Date posted: February 23, 2011 Author: jolanta
    Experiencing life feels like inhaling fresh air. It’s not like you take a book, read a chapter, and you’ve gained this or that.

    Yang Fu-Dong

    Experiencing life feels like inhaling fresh air. It’s not like you take a book, read a chapter, and you’ve gained this or that. For me, I might go read a book on a haystack in the countryside, and then I get in the zone, experience that daydream. This daydream is actually another way of taking something “out of context,” and the book is merely a catalyst. I think it allows, for a brief instant, one to rise to an ever-so-slightly higher state.

    With regard to filmmaking, I think there’s no way to find out about a Chinese style—I don’t know what a Chinese style is; this is something very difficult to define. I can only say that I grew up in a Chinese environment, and I use my own perspective and experiences, including some things that I learned from school; in fact, all of it comes from this context. These things are inescapable, whether they are called traditional or modern. There’s really no way to explain. You just keep going, and that includes your life at this moment. I think you can only keep on working and follow your heart. If there’s such a thing as a Chinese style, then it’s keeping it simpler, respecting yourself, and doing what you want to do in the context where you grew up. If you can do that—respect your own context—then that’s quite good.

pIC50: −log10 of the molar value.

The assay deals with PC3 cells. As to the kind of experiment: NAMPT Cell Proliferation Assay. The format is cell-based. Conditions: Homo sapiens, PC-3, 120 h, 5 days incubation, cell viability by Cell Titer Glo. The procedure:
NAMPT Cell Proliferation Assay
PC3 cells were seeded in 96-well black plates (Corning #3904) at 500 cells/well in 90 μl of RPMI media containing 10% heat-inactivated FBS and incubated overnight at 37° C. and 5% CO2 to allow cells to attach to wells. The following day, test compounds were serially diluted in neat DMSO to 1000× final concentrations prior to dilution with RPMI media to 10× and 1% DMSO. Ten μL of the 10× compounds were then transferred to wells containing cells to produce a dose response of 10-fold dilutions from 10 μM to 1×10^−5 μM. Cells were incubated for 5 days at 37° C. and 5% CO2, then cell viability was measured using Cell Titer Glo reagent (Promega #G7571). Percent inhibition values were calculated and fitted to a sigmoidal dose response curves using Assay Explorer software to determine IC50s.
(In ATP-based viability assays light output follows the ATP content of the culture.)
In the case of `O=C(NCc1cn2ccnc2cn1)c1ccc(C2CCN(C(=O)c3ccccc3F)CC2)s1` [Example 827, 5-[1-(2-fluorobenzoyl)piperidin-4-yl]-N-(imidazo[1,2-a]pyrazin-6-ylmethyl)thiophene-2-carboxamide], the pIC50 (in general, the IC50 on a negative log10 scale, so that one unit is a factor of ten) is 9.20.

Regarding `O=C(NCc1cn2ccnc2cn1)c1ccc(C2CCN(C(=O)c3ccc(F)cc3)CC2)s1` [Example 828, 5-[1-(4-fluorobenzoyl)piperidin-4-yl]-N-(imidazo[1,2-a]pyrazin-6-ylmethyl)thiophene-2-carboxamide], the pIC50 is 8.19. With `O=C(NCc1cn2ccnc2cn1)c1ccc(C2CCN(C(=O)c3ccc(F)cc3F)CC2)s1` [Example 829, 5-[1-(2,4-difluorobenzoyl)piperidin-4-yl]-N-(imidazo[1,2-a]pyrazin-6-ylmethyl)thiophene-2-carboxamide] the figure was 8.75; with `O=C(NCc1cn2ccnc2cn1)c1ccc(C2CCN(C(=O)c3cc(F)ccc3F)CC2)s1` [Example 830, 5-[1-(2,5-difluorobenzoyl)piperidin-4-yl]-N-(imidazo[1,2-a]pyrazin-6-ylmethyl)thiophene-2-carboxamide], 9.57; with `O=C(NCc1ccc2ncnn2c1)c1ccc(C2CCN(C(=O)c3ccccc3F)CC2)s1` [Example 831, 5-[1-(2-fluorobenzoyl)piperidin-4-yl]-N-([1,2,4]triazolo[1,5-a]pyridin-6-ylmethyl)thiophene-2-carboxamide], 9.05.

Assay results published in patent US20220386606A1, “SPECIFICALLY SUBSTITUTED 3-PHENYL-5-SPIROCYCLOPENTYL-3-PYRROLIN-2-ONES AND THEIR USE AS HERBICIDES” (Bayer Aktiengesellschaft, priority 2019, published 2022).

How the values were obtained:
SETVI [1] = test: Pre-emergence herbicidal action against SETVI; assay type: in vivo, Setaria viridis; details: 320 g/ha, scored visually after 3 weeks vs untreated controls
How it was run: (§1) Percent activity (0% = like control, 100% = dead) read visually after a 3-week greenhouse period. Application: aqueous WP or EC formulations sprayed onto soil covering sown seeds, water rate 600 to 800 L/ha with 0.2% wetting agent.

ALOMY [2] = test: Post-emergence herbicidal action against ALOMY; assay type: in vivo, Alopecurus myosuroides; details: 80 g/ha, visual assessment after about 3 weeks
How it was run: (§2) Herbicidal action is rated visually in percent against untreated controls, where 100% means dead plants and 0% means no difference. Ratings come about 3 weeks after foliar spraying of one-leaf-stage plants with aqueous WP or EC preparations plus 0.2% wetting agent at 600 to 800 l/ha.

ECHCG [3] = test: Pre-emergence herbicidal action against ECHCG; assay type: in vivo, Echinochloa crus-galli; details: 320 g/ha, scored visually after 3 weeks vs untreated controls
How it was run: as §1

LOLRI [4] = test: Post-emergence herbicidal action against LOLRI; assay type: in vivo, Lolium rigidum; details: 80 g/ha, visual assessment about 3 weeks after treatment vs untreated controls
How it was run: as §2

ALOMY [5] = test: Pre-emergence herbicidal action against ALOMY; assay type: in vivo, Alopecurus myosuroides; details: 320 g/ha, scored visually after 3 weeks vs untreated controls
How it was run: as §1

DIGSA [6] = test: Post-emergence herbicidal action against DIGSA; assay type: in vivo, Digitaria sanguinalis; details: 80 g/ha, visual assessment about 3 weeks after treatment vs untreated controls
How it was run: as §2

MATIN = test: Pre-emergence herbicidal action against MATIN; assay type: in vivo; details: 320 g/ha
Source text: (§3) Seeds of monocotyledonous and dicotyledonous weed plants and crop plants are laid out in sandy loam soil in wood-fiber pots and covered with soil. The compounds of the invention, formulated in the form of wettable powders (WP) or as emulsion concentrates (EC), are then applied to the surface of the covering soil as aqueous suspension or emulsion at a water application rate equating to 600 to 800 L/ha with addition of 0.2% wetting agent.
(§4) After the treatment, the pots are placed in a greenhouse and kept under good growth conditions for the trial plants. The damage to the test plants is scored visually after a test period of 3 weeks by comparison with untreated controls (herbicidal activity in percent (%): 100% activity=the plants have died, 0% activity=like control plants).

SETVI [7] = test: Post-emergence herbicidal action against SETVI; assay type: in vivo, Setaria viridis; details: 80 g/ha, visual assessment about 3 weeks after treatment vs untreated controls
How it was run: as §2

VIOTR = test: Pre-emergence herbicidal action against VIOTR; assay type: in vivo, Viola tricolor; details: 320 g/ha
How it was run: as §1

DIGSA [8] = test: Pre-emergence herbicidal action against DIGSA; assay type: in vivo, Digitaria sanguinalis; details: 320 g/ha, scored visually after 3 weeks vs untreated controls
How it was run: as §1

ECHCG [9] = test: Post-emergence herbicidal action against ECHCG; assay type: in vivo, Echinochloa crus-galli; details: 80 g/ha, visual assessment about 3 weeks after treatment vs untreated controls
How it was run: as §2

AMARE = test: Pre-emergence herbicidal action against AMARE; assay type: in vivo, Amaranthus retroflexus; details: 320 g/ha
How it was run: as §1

I think there might be another kind of film, one that’s more open. I haven’t found an accurate name for this kind of film, so for now let’s say “abstract film.” The abstract film is not like Western abstract art, where some random brush strokes and formless objects become an abstract painting. I think it should be an unusual film that taps into the minds of the audience. I dislike, more and more, standard feature films or standard documentaries. When I watch them, a lot of them make me feel like I’m enduring them, or even wasting my time. I feel that once the films are over, it’s like a library with a lot of books, while you may not have time to read each one, even if you do read every book, you don’t necessarily become a learned person. So I hope that those who participate in filmmaking have an independent creative consciousness and their own standards, and that they know what kind of movies they should make. This, perhaps, is especially important. As to the difference between abstract films and conventional films, it’s a little like the experimental film that everybody has been talking about for many years. Abstract films should be like experimental films, but with even more tension. They can be watched 20 years earlier or 20 years later, and still possesses that moving power, not like a pop song that drops out of the chart once it’s old.

    To me, actually, a film is sometimes something that deceives people. It can turn rumors into realities. Regardless of the great ideals, entertainment value, or all kinds of other elements there might be, a film controls or influences people’s thinking, which is why films are popular. The feeling is, if you want to go make a film, then you must respect the film, and this respect comes from self-respect. But sometimes it could be quite hypocritical. It’s something you can ponder, but never fully figure out.

    The text is adapted from an interview conducted by Zhang Ya-Xuan with Yang Fu-Dong, previously published in Contemporary Art and Investment, September 2007.

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